1. It is the town outside of the White Sands National Monument, truly one of the most magical places we've been so far.
2. We fell madly in love with our motel here.
3. There is a Chili's right next door to this orange masterpiece of a motel. And this was Ceil's first — maaaaaaybe second — time at a Chili's ever (and probably Maggie's second time this month). Ceil ordered the tilapia and deeply regretted it. Fucking rookie.
The White Sands of New Mexico is a vast stretch of pristine dunes protected by the National Parks Service in Otero County. On full moon nights they keep the park open until midnight and just let visitors roam free across miles of empty white space under the lit up New Mexico sky. I know, it’s crazy that people don’t talk about this more. You drive your car out there, park it, then take your shoes off and just go wherever you want.
And as if the setting wasn’t surreal enough, there’s a Mariachi band playing some where in the distance.
Tons of locals come out for the event, but with so much open space it was difficult to not feel alone out there, traipsing around the desert waiting for the sun to set.
Just before midnight, with the full moon high, and the guitarrón strumming dreamily in the background, we felt moved to open our hearts to each other, to lie in the sand and have one of those heart-wrenching moments that great friendships are made of. However, after three weeks in the car alone together, we realized we have absolutely nothing to say to each other. I do believe the phrase “shut the fuck up — I can’t hear the Mariachi” was uttered.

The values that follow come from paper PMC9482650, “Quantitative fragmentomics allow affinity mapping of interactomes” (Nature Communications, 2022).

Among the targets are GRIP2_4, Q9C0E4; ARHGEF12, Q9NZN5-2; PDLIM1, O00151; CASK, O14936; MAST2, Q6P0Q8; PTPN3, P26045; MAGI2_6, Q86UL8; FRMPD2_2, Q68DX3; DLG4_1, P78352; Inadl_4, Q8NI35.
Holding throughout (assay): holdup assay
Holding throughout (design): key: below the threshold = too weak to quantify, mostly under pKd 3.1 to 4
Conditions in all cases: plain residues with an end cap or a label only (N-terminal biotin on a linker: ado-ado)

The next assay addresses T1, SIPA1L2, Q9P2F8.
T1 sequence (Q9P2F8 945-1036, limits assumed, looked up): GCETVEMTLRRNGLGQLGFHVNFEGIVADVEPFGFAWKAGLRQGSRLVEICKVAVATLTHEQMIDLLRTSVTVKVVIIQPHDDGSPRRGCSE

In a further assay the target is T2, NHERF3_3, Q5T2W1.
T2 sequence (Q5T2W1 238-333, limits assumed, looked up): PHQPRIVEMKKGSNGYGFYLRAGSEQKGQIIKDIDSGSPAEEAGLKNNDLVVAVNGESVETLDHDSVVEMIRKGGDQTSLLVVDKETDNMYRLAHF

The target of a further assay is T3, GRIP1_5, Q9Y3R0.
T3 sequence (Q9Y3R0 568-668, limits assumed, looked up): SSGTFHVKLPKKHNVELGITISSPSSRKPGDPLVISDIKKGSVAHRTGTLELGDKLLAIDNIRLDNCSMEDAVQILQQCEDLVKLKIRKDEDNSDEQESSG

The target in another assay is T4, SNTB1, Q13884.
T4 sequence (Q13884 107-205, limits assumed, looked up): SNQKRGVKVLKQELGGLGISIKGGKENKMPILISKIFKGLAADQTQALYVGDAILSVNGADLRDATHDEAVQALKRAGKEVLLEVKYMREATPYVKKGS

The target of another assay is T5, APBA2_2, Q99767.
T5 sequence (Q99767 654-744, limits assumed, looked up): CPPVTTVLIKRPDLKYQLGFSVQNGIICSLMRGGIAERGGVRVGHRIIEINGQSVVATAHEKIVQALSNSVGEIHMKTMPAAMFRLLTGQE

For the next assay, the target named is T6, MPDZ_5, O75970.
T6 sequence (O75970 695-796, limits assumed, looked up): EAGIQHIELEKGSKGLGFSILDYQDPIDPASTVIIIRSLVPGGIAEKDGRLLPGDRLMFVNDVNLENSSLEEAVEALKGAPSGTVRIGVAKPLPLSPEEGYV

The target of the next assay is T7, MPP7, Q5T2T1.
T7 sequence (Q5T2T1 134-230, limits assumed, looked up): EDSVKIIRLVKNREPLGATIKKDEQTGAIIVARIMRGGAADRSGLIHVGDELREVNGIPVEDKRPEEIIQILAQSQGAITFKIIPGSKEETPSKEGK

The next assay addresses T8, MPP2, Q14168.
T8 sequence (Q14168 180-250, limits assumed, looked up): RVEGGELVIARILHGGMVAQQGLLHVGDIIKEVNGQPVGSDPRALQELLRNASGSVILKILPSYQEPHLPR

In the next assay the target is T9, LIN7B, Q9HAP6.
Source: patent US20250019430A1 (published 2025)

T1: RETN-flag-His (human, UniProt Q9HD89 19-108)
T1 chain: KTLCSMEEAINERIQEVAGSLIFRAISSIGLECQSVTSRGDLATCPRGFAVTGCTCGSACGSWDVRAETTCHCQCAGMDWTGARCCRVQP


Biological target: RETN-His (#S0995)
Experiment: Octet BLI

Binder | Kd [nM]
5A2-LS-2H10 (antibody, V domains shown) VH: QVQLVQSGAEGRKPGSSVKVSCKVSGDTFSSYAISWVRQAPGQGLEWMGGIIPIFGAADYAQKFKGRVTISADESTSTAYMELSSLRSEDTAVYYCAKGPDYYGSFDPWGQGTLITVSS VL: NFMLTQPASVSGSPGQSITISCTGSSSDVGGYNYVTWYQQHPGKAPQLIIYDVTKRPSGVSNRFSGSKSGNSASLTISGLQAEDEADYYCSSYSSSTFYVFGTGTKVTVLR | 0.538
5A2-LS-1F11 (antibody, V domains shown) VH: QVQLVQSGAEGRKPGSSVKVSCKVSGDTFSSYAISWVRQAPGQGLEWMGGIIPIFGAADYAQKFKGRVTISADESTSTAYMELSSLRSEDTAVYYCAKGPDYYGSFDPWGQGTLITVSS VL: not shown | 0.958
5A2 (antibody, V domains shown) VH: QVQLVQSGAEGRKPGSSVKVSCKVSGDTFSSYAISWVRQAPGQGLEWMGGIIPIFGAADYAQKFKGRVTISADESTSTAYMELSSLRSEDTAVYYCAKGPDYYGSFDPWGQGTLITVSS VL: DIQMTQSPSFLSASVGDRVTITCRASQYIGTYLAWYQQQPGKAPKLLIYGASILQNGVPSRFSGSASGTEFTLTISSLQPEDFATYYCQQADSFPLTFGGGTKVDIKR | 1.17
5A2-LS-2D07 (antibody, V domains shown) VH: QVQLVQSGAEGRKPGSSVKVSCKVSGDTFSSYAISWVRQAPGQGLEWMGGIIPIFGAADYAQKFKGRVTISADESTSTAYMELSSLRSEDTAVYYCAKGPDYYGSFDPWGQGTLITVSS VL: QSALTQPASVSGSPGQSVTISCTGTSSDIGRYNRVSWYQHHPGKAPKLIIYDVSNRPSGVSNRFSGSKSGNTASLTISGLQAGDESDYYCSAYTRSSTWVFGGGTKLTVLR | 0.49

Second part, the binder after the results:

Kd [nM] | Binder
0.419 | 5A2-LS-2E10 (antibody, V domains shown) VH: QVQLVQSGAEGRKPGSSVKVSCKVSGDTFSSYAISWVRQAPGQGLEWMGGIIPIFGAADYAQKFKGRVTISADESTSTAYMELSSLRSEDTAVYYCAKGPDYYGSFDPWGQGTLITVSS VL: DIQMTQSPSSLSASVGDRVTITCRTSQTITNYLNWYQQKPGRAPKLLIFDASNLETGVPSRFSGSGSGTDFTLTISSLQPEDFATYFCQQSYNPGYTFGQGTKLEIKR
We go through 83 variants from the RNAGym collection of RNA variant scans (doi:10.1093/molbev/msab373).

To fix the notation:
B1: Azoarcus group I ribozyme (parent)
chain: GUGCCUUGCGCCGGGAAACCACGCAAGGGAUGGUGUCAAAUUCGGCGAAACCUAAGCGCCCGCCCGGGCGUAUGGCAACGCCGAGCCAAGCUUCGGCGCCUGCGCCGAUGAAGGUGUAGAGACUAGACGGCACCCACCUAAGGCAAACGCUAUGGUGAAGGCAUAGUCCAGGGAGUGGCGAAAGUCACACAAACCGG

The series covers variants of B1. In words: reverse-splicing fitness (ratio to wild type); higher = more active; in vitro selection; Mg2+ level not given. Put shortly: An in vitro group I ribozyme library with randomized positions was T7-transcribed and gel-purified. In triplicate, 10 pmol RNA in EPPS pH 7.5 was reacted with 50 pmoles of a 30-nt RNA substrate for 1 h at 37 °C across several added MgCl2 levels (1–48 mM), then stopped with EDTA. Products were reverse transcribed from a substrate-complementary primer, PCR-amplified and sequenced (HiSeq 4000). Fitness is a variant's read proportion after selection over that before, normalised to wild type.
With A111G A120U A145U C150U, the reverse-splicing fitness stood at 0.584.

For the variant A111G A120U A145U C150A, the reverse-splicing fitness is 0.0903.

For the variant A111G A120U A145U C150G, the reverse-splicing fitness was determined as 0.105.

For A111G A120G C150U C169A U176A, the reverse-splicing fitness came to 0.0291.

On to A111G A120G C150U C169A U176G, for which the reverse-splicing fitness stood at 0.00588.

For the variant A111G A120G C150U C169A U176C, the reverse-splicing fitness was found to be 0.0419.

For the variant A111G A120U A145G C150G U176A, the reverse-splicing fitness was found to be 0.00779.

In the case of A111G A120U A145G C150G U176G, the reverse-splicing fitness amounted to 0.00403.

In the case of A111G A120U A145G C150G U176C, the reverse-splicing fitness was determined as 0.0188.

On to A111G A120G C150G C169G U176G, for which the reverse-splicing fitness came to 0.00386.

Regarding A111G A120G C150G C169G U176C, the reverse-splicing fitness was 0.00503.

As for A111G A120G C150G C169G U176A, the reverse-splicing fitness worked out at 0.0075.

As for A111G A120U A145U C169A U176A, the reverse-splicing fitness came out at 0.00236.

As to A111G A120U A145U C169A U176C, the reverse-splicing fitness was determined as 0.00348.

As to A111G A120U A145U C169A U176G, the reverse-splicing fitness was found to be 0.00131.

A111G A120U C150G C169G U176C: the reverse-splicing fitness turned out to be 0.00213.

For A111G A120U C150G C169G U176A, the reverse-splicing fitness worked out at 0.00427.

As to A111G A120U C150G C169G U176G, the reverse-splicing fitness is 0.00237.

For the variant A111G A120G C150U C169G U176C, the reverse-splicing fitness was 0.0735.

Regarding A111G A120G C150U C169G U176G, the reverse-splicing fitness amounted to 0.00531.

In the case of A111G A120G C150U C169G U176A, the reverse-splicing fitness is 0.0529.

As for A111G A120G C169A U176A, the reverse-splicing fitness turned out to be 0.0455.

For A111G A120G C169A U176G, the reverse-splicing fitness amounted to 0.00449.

Here’s to hoping we find something to talk about in the next five and a half months together!!!!!!!!!!
When it comes to our interviews, some of them are organized ahead of time, and some of them just happen when an opportunity presents itself. As part of our adventure through Truth or Consequences, we prearranged an interview with a Wiccan priest named Christopher after seeing his advertisement in a local arts quarterly.
We called back and forth about schedules. He was pretty insistent that he had to make himself a sandwich but we could head over in about an hour (maybe an hour and fifteen minutes — he couldn’t be sure). We exchanged phone numbers, we had a meeting place, and everything seemed to be all planned. Yet when he answered his door in pantyhose, we quickly realized that this would be our least formulaic interview so far.
He invited us into his cozy apartment where he lives with his two beloved cats. We sat down at a table laid out with tarot cards, a crystal ball, and candles and began to ask him questions.
Profession: Ordained Wiccan Clergy specializing in weddings, funerals, and home blessing.
Favorite Color: Purple. Purple has always been his favorite color. It resonates with him because it is the color of “respect, regality, respectability.”
How Colors Play Into His Profession: Christopher went into precise detail of the meanings of different colors in Wiccan culture.